American photographer Amani Willett likes to trust his curiosity. He articulates his projects around discoveries, mysteries he solves with his camera. In his latest book, he tackles The disappearance of Joseph Plummer.
The first pages of Amani Willet’s book immerse us into a peaceful yet troubling world. Civilisation seems to have gone away, and the dark woods promise a journey into American myths and folklore. Silence is heavy, down to the photographs exalting the tranquility of this house, lost in the forest. The story takes us at the heart of this mysterious setting. An investigation, animated by pictures from then and now, and enigmatic texts that seem coded.
It all began when Amani was five years old. His father bought a land, and built a cabin there, tucked in the woods, away from the city. Every year ever since, the family has gone back to that place, learning to love the strange territory. In 2010, the photographer started to take interest in the land. ‘The cabin was on a lake called Hermit Lake, I was curious if it referenced someone who used to live in the area’, the photographer explains. ‘After doing a little research, I learned about Joseph Plummer who, in the late 1700s, had left his family for a life of solitude in the woods. He, too, had built a small cabin there’.
The hermit’s heritage
The story piqued Willett’s curiosity, and he started investigating Joseph Plummer’s life. Old newspapers, local archives, live witnesses… his research lead him to a fascinating past. Joseph Plummer inspired him, and, little by little, the story developed. ‘Most of my projects originate from a place of curiosity of looking. I collect images and raw materials, and then use it to sequence and craft into the stories I want to tell’, Amani tells us. The hermit then became a mysterious figure, tightly linked to his father. ‘Both men were drawn to the very same land. They both marveled at the land’s sublime power’. Under the guise of investigating, Amani Willet’s book joins the ranks of great American novels on nature, and its strange toll on men. Admist the fragmented pictures, the disordered memories he gathered, the photographer talks about a return to wilderness. Men reconnecting with their instinct. Surviving, away from a civilisation that does not suit them. If Plummer fascinates the artist, it is because of his unshakable, animal strength. ‘Paradoxically, his desire to become invisible has only fueled people’s interest in him’, he concludes.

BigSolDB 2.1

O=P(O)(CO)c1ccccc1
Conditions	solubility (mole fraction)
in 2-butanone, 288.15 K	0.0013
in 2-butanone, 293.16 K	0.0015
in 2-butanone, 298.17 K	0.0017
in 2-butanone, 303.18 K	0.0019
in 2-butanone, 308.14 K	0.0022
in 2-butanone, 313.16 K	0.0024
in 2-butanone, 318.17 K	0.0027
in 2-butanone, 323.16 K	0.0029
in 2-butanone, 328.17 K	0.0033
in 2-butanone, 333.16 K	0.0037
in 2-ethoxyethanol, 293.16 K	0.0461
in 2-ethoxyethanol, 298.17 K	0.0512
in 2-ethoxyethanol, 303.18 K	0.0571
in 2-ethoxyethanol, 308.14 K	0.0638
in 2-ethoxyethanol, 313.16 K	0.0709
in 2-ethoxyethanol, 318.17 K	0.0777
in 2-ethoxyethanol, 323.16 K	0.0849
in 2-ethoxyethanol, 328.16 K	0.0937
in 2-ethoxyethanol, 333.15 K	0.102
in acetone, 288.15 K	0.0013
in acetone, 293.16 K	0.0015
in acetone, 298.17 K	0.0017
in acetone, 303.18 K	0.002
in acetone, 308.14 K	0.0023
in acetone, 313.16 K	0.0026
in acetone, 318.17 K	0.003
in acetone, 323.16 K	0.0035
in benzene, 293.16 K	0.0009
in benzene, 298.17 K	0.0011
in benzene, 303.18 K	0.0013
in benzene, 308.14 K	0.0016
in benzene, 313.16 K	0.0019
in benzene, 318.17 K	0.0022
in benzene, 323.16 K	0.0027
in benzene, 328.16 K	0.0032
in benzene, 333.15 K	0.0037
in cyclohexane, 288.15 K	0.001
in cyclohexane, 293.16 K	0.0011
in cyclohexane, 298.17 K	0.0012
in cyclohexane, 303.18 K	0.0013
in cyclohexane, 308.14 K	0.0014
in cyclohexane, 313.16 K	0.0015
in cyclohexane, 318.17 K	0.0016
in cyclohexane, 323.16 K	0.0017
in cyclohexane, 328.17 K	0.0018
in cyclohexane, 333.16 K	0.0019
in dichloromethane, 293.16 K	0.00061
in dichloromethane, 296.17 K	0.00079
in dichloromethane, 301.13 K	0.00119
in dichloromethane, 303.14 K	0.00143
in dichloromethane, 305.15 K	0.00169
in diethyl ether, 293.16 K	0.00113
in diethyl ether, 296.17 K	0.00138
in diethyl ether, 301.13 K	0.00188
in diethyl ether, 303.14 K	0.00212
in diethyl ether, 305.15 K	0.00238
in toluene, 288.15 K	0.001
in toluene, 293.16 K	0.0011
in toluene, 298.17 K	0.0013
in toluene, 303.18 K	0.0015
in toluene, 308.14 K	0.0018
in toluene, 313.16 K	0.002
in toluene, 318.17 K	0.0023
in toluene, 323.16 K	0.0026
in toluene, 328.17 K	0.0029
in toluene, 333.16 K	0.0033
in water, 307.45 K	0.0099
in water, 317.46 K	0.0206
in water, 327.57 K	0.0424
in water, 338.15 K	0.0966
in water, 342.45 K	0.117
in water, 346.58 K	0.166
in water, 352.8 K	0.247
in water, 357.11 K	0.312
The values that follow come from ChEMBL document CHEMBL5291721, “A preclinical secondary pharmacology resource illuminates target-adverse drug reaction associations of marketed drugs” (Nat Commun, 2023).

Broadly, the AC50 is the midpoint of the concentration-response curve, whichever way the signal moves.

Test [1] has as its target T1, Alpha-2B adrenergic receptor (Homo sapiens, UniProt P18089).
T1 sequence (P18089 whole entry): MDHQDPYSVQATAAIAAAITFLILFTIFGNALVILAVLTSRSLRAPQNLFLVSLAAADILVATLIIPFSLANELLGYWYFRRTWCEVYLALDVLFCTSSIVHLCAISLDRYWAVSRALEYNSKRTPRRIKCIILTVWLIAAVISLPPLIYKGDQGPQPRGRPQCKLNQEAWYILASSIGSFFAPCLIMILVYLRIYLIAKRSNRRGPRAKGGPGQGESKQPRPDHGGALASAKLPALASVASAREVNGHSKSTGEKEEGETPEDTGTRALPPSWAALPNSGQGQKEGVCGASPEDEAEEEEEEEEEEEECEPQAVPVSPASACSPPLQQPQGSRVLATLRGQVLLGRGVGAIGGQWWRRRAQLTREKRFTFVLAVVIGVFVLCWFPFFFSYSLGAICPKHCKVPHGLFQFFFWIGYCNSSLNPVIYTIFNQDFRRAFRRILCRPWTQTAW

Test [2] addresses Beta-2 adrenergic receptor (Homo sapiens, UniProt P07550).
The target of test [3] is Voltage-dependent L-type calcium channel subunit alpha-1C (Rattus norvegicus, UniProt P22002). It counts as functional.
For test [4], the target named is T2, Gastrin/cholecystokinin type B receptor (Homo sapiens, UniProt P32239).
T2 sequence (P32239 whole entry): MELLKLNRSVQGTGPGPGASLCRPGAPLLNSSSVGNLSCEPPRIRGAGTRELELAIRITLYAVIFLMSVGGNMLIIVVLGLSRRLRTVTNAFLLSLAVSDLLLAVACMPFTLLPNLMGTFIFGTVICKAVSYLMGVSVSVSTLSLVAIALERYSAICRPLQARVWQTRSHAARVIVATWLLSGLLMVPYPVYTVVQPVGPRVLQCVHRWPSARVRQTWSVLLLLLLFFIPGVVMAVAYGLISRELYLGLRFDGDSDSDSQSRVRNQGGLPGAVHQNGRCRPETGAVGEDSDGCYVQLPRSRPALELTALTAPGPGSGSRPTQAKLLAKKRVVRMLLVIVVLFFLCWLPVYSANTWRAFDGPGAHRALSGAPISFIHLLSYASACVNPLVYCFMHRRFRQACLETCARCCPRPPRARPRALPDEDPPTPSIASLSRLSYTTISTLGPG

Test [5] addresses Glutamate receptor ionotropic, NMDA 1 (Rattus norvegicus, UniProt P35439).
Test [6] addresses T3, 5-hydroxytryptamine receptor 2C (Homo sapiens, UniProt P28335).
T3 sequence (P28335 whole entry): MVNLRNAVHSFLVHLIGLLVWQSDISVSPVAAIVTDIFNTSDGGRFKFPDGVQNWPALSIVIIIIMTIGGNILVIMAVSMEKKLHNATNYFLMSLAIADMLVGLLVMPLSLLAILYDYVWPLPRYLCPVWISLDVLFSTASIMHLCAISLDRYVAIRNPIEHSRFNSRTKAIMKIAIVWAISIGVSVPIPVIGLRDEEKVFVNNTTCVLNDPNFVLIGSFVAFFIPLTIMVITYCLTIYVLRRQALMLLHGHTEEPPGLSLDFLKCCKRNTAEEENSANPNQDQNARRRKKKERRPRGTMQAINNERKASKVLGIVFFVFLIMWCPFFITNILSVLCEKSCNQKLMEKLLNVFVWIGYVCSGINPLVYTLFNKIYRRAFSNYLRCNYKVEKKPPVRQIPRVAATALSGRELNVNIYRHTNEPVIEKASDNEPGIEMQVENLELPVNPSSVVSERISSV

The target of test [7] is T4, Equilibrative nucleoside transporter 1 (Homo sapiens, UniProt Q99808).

The disappearance of Joseph Plummer, Overlapse editions, 35 £, 136 p.
© Amani Willett